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HOWTO: Setting up the RSC Console

Setting up the RSC Console

Some sun servers include what’s called an RSC Card. RSC stands for “Remote System Control” and provides a way to “white switch” a server without actually having to be at the facility it’s located at. The RSC Card is basically a self contained computer containing serial ports, ethernet, and a modem. One serial port is linked to the system directly, and allows access to the openboot prom, as well as redirecting main system console output to the RSC Card.

Sun RSC Card for the SunFire 280, 480, and 880

The Card pictured on the left is placed in its own special slot which looks like a backwards PCI slot but is brown in color. There are no options for that slot other than the RSC Card itself. Looking at the card on the left you’ll notice a PCMCIA 56K Modem which I haven’t seen anywhere since around 2000. There is also an RTC Battery to keep the time, date and config. There is a larger backup battery that will actually keep power to the whole card for 30 minutes after the server loses power allowing one to check the status of the server even if the operating system / hardware is completely offline. This card can be incredibly handy when working remote, especially when the system reboots or hangs during maintenance.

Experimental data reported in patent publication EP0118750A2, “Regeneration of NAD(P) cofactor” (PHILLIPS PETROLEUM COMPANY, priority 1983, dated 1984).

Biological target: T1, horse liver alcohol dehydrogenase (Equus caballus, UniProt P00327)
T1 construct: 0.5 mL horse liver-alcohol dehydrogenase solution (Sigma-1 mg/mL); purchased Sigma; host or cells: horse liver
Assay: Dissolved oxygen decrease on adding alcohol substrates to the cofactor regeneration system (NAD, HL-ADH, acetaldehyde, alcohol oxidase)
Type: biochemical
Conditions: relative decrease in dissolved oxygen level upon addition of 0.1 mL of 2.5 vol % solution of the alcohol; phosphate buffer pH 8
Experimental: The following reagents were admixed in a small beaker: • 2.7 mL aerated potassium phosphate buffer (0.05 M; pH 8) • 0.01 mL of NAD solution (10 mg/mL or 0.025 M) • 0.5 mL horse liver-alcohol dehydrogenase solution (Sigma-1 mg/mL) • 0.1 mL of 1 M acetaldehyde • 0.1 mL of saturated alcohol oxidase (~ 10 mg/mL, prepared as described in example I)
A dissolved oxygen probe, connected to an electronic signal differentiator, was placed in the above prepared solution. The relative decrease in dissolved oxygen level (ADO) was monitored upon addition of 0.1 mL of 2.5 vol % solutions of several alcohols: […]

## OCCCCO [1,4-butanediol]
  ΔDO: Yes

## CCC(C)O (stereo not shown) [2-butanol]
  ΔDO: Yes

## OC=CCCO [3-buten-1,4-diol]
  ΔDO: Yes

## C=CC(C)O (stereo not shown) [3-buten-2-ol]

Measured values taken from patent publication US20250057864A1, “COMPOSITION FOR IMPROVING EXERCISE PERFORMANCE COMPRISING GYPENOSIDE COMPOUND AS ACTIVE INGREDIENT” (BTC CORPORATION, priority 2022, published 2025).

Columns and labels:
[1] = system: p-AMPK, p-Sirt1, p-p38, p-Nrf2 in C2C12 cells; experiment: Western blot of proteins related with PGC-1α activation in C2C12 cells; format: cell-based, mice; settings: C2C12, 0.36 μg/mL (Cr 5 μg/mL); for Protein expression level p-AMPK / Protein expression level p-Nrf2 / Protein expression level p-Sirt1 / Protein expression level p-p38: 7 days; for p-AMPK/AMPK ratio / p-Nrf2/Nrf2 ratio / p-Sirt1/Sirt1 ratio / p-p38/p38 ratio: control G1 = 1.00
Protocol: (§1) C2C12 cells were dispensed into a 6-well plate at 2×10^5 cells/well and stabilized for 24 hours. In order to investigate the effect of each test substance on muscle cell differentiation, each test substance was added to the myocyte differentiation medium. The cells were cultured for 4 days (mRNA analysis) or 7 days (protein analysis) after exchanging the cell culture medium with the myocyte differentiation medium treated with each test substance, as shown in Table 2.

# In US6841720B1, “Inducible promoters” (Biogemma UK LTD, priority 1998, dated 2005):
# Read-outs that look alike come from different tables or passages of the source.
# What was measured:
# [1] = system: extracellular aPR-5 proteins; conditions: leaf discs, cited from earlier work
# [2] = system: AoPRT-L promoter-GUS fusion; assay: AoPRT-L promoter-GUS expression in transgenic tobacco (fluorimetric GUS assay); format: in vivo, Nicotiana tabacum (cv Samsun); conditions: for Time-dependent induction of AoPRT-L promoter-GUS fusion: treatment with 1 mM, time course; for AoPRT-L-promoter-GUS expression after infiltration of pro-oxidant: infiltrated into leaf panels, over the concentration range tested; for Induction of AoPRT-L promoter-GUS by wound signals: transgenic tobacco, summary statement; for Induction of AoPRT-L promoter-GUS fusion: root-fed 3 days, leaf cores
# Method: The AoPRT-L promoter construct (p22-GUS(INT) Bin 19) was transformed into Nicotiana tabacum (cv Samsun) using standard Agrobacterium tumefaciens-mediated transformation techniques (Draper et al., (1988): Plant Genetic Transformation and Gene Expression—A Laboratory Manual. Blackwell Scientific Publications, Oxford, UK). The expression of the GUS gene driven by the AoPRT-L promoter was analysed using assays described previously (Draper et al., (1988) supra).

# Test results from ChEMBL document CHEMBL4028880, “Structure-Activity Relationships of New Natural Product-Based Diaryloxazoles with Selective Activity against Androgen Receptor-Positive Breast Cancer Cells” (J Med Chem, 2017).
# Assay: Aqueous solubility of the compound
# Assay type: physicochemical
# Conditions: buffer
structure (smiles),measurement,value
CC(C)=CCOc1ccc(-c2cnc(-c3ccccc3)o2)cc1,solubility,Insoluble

This page will contain some setup pointers so you can get your RSC working in your 280, 480, or 880 server. I’m sure these commands will roughly apply to other Sun RSCs, but the software and documentation supplied here may vary.

I decided to create this page because another like it does not exist on the internet.

First off, here are some places online that you may have already found with some basic information:



Files provided by DoogieLabs:

RSC howto  ♦  RSC Notes  ♦  RSC release notes   ♦  RSC 2.2.3 Software Solaris Sparc


Where to find the installed RSC Software

Unzip the RSC Software and then cd into that directory. Then use pkgadd -d to install, since all the languages are there it may be hard to pick the correct one, but SUNWrsc is the regular English one. After that you need to change into your appropriate platform directory:



Use the rsc-config utility for your initial setup, the script is very straight forward on how to use it.

a glimpse at what the RSC setup script looks like.

That’s it you’re done! If you have an Ethernet cable plugged into the back of your RSC card, you can use telnet to access it now. The default username is sunrsc, and the password will be what was setup during the setup script. Here is a short video of the RSC Console in action:

I hope y’all enjoyed! Don’t hesitate to leave comments, and rate it if you liked it!

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